New Zealand may be famed for its snowy highlands, crystalline lakes and trout-filled streams – and, more recently, hobbits and elves and orcs – but it is also host to scores and scores of land-based roulette games. There are several brick-and-mortar casinos spanning the two main islands, all of which run the devil’s wheel in various forms and guises. Let’s take a look at the best casinos for live roulette in NZ.
Roulette casino sites for NZ
Land-Based Casinos in New Zealand
The Land of the Long White Cloud boasts six established b&m casinos. Four of them are run by the SkyCity Entertainment Group – a Kiwi company that also owns the Adelaide Casino and SkyCity Darwin in Australia.
Far and away the largest of all New Zealand’s gambling venues, the SkyCity Auckland Casino is also one of the most opulent and glamorous entertainment complexes in the country. The casino boasts more than 100 table games, including blackjack, baccarat, Caribbean stud and tai sai – as well as a number of roulette offerings, of course. And if you like the pokies, there are more than 1600 gaming machines to indulge in.
There is plenty to keep a traveller busy beyond the gambling floor, including dozens of restaurants and bars and two luxury hotels. But the crowning glory of Auckland’s casino complex is the Sky Tower – which, at 328 metres, is the tallest free-standing structure in the Southern Hemisphere, and one of the city’s most iconic landmarks.
The SkyCity Hamilton Casino is one of two fully fledged casinos on the North Island. While it does not offer quite the same extravagance as its brother up the road in Auckland, it more than caters for visiting Aussie punters with popular games such as roulette, three card poker and casino hold’em spread across two dozen tables. High rollers can head up to the exclusive Macau Room for hi-stakes roulette and boutique table games like midi baccarat.
SkyCity Hamilton also affords a few delights (and distractions, if required) outside the casino itself. If your dance with the devil’s wheel has left you somewhat sombre, you can contemplate your woes over a pint at the Zone Sports Bar, override the taste of defeat with some first-class Asian cuisine at Silk, or lift your spirits at The Bowlevard – a tenpin bowling alley with mechanised lanes, automated scoring, and a cafe.
This little town in Otago may be better known for its world-class alpine resorts, but there are options aplenty for those who fancy a flutter once the sun sets on The Remarkables. The main casino, SkyCity Queenstown, carries roulette, blackjack and all the most in-demand table games alongside more than 80 pokie machines. The Horizon Room offers VIPs the chance to up the ante on European roulette and more, while traditional card players can pick from several poker tables with various buy-in levels and rule variations.
But that’s not all, for Queenstown is also home to the SkyCity Wharf Casino – a smaller, boutique gaming venue situated right on the waterfront. The Wharf Casino recently underwent upgrades that included the introduction of table games, which means we can play real money roulette while taking in the incredible beauty of Lake Wakatipu.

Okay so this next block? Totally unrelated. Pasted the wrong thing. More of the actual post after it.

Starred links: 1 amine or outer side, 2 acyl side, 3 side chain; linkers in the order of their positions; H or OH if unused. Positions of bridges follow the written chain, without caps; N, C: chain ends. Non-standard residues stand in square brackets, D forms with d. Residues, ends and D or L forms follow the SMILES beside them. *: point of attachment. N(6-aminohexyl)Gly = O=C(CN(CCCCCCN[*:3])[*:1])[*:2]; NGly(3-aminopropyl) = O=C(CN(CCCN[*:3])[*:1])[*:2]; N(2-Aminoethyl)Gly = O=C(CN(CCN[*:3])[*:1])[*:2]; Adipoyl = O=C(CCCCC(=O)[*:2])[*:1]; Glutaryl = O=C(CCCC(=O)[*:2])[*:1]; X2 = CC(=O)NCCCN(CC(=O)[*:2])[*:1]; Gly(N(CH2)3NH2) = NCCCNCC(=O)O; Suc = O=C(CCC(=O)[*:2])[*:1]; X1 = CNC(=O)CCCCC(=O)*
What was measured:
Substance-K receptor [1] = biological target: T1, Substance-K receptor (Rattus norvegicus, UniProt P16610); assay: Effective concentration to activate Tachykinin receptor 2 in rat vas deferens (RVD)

The Christchurch Casino is the oldest in the country, having opened way back in 1994 – the same year as Melbourne’s Crown Casino, for those playing at home. It is also one of just two land-based casinos in New Zealand that isn’t entirely owned by SkyCity Entertainment, which only holds a 50 per cent stake here. Christchurch has multiple tables devoted to American roulette (although the images and rules posted on the casino’s website suggest it is actually European roulette), as well as more than a dozen Rapid Roulette screens for those who prefer video-based interactive gambling.
The Dunedin Casino may not be the largest or most extravagant casino in the world, but it might just be one of the prettiest. Housed within the old Southern Cross Hotel on High Street, it offers a whole lot of old-school charm with its sweeping staircases and mosaic floors. As far as gambling goes, there are over a dozen tables and about 180 gaming machines all up – and there is always real-time roulette on the go. Dunedin is a great destination for Australians to get a little taste of that vintage gambling experience without trekking all the way to Monte Carlo.
Gambling Laws in NZ
The legal gambling age in New Zealand is 20 years. So if you are a young Aussie traveller, fresh out of school and looking to make your first roulette wager, you would be better off heading up to the Gold Coast or Cairns – or anywhere else in Oz, for that matter, from Hobart to Darwin to Perth.
Also note that NZ casino operators do not allow electronic devices in the gaming areas, in order to prevent the possibility of cheating with the use of technological aides. Thus, you may be asked to turn off your mobile phone or any other portable electronics before you are allowed to hit the tables. Every house has its own rules, so make sure you are aware of the essentials upon entering any real money casino in New Zealand.